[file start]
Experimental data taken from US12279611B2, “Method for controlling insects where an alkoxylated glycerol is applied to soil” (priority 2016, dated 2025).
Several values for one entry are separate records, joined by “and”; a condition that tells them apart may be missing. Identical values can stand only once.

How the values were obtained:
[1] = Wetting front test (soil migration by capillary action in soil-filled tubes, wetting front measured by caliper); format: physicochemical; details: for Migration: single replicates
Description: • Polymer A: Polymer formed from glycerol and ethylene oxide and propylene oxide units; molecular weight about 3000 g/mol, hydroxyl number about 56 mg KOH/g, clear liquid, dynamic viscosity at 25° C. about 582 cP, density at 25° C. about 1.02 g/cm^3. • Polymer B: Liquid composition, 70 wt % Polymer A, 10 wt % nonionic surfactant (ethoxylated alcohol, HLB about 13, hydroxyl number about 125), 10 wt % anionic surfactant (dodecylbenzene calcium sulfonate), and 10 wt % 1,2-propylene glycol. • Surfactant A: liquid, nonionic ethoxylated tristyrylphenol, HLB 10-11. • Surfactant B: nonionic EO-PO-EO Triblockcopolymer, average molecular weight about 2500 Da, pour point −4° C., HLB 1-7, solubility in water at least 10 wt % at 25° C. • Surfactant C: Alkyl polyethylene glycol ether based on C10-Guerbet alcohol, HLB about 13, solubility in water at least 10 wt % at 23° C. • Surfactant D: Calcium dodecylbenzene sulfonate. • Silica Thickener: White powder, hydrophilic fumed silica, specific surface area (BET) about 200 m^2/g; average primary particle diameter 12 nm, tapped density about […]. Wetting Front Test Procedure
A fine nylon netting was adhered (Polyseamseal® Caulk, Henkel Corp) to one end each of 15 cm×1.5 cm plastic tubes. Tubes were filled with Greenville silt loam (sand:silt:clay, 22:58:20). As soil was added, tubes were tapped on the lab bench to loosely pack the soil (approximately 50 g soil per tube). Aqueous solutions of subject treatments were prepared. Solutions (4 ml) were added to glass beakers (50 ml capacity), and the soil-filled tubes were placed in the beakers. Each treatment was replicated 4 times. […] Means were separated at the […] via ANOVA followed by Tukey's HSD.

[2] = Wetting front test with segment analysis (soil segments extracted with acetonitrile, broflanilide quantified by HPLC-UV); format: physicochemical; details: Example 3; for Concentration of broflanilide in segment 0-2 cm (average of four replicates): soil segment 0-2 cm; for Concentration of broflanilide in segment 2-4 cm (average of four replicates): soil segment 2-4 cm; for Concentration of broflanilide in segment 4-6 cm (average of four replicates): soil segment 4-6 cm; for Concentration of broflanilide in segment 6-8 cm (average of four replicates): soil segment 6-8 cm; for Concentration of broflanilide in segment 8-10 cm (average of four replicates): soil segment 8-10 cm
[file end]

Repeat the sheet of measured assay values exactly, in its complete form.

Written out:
Experimental data taken from US12279611B2, “Method for controlling insects where an alkoxylated glycerol is applied to soil” (priority 2016, dated 2025).
Several values for one entry are separate records, joined by “and”; a condition that tells them apart may be missing. Identical values can stand only once.

How the values were obtained:
[1] = Wetting front test (soil migration by capillary action in soil-filled tubes, wetting front measured by caliper); format: physicochemical; details: for Migration: single replicates
Description: • Polymer A: Polymer formed from glycerol and ethylene oxide and propylene oxide units; molecular weight about 3000 g/mol, hydroxyl number about 56 mg KOH/g, clear liquid, dynamic viscosity at 25° C. about 582 cP, density at 25° C. about 1.02 g/cm^3. • Polymer B: Liquid composition, 70 wt % Polymer A, 10 wt % nonionic surfactant (ethoxylated alcohol, HLB about 13, hydroxyl number about 125), 10 wt % anionic surfactant (dodecylbenzene calcium sulfonate), and 10 wt % 1,2-propylene glycol. • Surfactant A: liquid, nonionic ethoxylated tristyrylphenol, HLB 10-11. • Surfactant B: nonionic EO-PO-EO Triblockcopolymer, average molecular weight about 2500 Da, pour point −4° C., HLB 1-7, solubility in water at least 10 wt % at 25° C. • Surfactant C: Alkyl polyethylene glycol ether based on C10-Guerbet alcohol, HLB about 13, solubility in water at least 10 wt % at 23° C. • Surfactant D: Calcium dodecylbenzene sulfonate. • Silica Thickener: White powder, hydrophilic fumed silica, specific surface area (BET) about 200 m^2/g; average primary particle diameter 12 nm, tapped density about […]. Wetting Front Test Procedure
A fine nylon netting was adhered (Polyseamseal® Caulk, Henkel Corp) to one end each of 15 cm×1.5 cm plastic tubes. Tubes were filled with Greenville silt loam (sand:silt:clay, 22:58:20). As soil was added, tubes were tapped on the lab bench to loosely pack the soil (approximately 50 g soil per tube). Aqueous solutions of subject treatments were prepared. Solutions (4 ml) were added to glass beakers (50 ml capacity), and the soil-filled tubes were placed in the beakers. Each treatment was replicated 4 times. […] Means were separated at the […] via ANOVA followed by Tukey's HSD.

[2] = Wetting front test with segment analysis (soil segments extracted with acetonitrile, broflanilide quantified by HPLC-UV); format: physicochemical; details: Example 3; for Concentration of broflanilide in segment 0-2 cm (average of four replicates): soil segment 0-2 cm; for Concentration of broflanilide in segment 2-4 cm (average of four replicates): soil segment 2-4 cm; for Concentration of broflanilide in segment 4-6 cm (average of four replicates): soil segment 4-6 cm; for Concentration of broflanilide in segment 6-8 cm (average of four replicates): soil segment 6-8 cm; for Concentration of broflanilide in segment 8-10 cm (average of four replicates): soil segment 8-10 cm